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VSSL Voices: Beginning a Research Career at VA Puget Sound


In this installment of our “VSSL Voices” series -- which features team members, friends, and supporters of the Lab -- we caught up with Dr. Linnaea Schuttner, general internist, researcher at VA Puget Sound, and member of the Department of Medicine at the University of Washington School of Medicine.




VSSL Voices: Tell us about your current research focus areas and work.


Linnaea Schuttner: I am a physician-investigator at the VA Puget Sound, where I spend 75% of my time focusing on clinical research, and 25% a primary care physician and educator for medical trainees. Within research, my topic areas of interest include primary care delivery systems, quality improvement, low value care, team-based models, and care for complex patients with multiple chronic conditions. I concentrate on creating operationally valuable evidence and relevant solutions for primary care, including working with the Primary Care Analytics Team for the VA’s national evaluation of the patient-centered medical home model.


VV: How did you first get interested in the research topics listed above?


LS: Even from when I was a pre-medical student, I was interested in efficiency and maximizing the population health benefits from systems of care. Throughout my medical training, I found variability in quality of the delivery of care and in patient outcomes frustrating. I spent a year working on a research trial to improve primary care delivery system quality when I was a medical student, then when I was a resident, I started gravitating towards quality improvement projects as the solution to my concerns about the healthcare system, and to complex patient populations as the group that often bore the brunt of medical inequities and suboptimal care. I arrived at my current position through a desire to couple operationally relevant, feasible solutions that could be implemented in the “real-world” with the thoughtful, analytic approach from the research perspective.


VV: What are a few key projects that others might like to know about?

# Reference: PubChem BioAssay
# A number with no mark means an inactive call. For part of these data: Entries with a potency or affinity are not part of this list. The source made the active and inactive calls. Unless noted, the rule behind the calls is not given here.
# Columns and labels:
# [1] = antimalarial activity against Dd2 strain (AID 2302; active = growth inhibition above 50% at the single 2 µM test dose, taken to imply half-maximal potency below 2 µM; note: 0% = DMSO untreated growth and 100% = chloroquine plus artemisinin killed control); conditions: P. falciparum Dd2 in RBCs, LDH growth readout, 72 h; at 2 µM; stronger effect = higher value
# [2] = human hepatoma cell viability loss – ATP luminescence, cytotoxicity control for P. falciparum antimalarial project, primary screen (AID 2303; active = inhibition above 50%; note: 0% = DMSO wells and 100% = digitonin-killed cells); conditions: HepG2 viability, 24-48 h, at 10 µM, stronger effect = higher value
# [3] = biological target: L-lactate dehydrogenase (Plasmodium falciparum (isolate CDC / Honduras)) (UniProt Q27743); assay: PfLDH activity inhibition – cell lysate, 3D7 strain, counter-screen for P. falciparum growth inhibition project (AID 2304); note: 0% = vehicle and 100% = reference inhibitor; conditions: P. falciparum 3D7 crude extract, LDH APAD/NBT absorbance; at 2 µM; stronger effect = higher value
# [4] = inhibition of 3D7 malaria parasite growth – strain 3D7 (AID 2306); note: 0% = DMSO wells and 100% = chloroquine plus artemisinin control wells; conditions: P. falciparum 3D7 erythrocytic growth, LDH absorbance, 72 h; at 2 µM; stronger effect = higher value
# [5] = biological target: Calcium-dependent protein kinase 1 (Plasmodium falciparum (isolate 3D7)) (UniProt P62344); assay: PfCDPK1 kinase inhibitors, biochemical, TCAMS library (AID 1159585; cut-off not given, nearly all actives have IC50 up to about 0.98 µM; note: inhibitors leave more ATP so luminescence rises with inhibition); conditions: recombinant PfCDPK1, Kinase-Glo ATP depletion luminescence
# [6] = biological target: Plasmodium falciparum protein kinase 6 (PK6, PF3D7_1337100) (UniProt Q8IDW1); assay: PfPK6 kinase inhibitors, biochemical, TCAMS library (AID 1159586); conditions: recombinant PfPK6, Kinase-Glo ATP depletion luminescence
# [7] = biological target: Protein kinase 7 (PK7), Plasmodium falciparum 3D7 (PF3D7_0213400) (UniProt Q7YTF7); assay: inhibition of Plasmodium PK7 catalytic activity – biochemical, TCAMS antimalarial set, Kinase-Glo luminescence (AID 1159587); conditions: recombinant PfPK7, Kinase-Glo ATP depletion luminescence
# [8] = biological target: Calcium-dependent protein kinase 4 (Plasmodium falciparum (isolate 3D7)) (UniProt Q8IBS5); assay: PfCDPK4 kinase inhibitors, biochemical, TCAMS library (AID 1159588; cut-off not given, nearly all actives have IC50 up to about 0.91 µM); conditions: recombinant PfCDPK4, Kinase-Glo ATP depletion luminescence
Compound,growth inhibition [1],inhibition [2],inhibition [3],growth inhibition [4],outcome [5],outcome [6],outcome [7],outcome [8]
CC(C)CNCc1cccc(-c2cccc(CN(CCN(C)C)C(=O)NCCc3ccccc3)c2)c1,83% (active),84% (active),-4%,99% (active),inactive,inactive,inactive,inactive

LS: My current main research project is how to define, and then reduce low value care (either wasteful or care with little to no benefit relative to harms) for patients with multiple chronic conditions within the learning health system of the primary care environment. I also am engaged in quality improvement projects outside of research – for example, I am also working with an interdisciplinary team to improve diabetes medication adherence by streamlining the pharmacy refill process.


VV: What are up to 2-3 accomplishments from, or related to, your research that you’re most proud of?


LS: I recently received the Milton W. Hamolsky award for outstanding junior faculty research presentation at the Society of General Internal Medicine Annual Conference for my project on how the patient-centered medical home affects quality of care for patients with multiple chronic conditions.


This past year also felt very successful at a personal level, because I was fortunate enough to receive an institutional K12 grant, finish my fellowship training in Health Services Research, complete my Master in Science degree at the University of Washington School of Public health, and start my faculty position at the VA, all coinciding with the birth of my first child in December.


VV: Over the next 3 years, what do you hope to achieve through your research program?


LS: My next major goal will be to obtain a 5-year career development grant for further training and ongoing development of my career as an independent investigator. I’d like to use that grant to continue to do operationally-relevant research on low value care reduction for high-risk populations within the VA’s primary care learning health system. I would ideally like to develop and spread an intervention that could be used in a clinical visit to help a patient and their physician decide about use of potentially therapies or screenings that may not be of benefit to the patient.


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